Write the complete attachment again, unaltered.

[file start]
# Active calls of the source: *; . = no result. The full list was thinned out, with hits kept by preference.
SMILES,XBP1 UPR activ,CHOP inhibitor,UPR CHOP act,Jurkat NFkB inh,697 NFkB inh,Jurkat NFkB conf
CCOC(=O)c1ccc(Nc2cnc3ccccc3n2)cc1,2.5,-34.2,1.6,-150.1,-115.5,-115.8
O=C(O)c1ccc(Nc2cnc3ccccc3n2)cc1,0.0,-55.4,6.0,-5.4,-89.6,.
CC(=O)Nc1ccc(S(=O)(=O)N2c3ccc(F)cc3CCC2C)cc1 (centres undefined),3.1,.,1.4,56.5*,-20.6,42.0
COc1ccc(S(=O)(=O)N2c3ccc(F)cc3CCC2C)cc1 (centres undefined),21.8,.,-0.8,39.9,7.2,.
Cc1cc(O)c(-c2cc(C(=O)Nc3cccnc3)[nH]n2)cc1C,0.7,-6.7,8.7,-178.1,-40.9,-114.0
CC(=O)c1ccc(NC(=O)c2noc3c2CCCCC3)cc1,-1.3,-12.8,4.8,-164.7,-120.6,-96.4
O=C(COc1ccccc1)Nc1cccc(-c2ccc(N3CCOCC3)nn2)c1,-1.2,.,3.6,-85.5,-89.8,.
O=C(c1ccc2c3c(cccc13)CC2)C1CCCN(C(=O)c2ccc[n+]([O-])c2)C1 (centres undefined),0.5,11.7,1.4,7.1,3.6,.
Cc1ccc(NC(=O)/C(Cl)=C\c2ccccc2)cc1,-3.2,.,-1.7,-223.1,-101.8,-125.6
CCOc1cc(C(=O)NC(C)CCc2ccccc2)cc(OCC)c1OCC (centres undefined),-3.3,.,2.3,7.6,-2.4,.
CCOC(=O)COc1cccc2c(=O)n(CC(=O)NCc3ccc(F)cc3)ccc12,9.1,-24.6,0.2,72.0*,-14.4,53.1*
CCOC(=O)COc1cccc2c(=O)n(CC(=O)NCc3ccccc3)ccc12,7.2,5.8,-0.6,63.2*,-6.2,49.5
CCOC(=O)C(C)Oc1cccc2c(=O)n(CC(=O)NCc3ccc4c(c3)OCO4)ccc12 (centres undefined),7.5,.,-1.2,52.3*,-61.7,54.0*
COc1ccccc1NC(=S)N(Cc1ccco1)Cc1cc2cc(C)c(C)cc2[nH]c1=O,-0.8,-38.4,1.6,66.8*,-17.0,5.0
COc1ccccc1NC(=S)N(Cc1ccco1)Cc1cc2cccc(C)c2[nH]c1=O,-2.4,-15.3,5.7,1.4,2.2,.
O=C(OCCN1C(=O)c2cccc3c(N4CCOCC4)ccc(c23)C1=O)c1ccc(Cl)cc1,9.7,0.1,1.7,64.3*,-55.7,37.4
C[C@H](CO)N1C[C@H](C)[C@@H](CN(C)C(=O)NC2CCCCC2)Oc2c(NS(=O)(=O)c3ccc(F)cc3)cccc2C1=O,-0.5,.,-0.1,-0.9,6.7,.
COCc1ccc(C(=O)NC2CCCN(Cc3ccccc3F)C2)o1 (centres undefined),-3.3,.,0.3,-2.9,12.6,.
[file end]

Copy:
# Active calls of the source: *; . = no result. The full list was thinned out, with hits kept by preference.
SMILES,XBP1 UPR activ,CHOP inhibitor,UPR CHOP act,Jurkat NFkB inh,697 NFkB inh,Jurkat NFkB conf
CCOC(=O)c1ccc(Nc2cnc3ccccc3n2)cc1,2.5,-34.2,1.6,-150.1,-115.5,-115.8
O=C(O)c1ccc(Nc2cnc3ccccc3n2)cc1,0.0,-55.4,6.0,-5.4,-89.6,.
CC(=O)Nc1ccc(S(=O)(=O)N2c3ccc(F)cc3CCC2C)cc1 (centres undefined),3.1,.,1.4,56.5*,-20.6,42.0
COc1ccc(S(=O)(=O)N2c3ccc(F)cc3CCC2C)cc1 (centres undefined),21.8,.,-0.8,39.9,7.2,.
Cc1cc(O)c(-c2cc(C(=O)Nc3cccnc3)[nH]n2)cc1C,0.7,-6.7,8.7,-178.1,-40.9,-114.0
CC(=O)c1ccc(NC(=O)c2noc3c2CCCCC3)cc1,-1.3,-12.8,4.8,-164.7,-120.6,-96.4
O=C(COc1ccccc1)Nc1cccc(-c2ccc(N3CCOCC3)nn2)c1,-1.2,.,3.6,-85.5,-89.8,.
O=C(c1ccc2c3c(cccc13)CC2)C1CCCN(C(=O)c2ccc[n+]([O-])c2)C1 (centres undefined),0.5,11.7,1.4,7.1,3.6,.
Cc1ccc(NC(=O)/C(Cl)=C\c2ccccc2)cc1,-3.2,.,-1.7,-223.1,-101.8,-125.6
CCOc1cc(C(=O)NC(C)CCc2ccccc2)cc(OCC)c1OCC (centres undefined),-3.3,.,2.3,7.6,-2.4,.
CCOC(=O)COc1cccc2c(=O)n(CC(=O)NCc3ccc(F)cc3)ccc12,9.1,-24.6,0.2,72.0*,-14.4,53.1*
CCOC(=O)COc1cccc2c(=O)n(CC(=O)NCc3ccccc3)ccc12,7.2,5.8,-0.6,63.2*,-6.2,49.5
CCOC(=O)C(C)Oc1cccc2c(=O)n(CC(=O)NCc3ccc4c(c3)OCO4)ccc12 (centres undefined),7.5,.,-1.2,52.3*,-61.7,54.0*
COc1ccccc1NC(=S)N(Cc1ccco1)Cc1cc2cc(C)c(C)cc2[nH]c1=O,-0.8,-38.4,1.6,66.8*,-17.0,5.0
COc1ccccc1NC(=S)N(Cc1ccco1)Cc1cc2cccc(C)c2[nH]c1=O,-2.4,-15.3,5.7,1.4,2.2,.
O=C(OCCN1C(=O)c2cccc3c(N4CCOCC4)ccc(c23)C1=O)c1ccc(Cl)cc1,9.7,0.1,1.7,64.3*,-55.7,37.4
C[C@H](CO)N1C[C@H](C)[C@@H](CN(C)C(=O)NC2CCCCC2)Oc2c(NS(=O)(=O)c3ccc(F)cc3)cccc2C1=O,-0.5,.,-0.1,-0.9,6.7,.
COCc1ccc(C(=O)NC2CCCN(Cc3ccccc3F)C2)o1 (centres undefined),-3.3,.,0.3,-2.9,12.6,.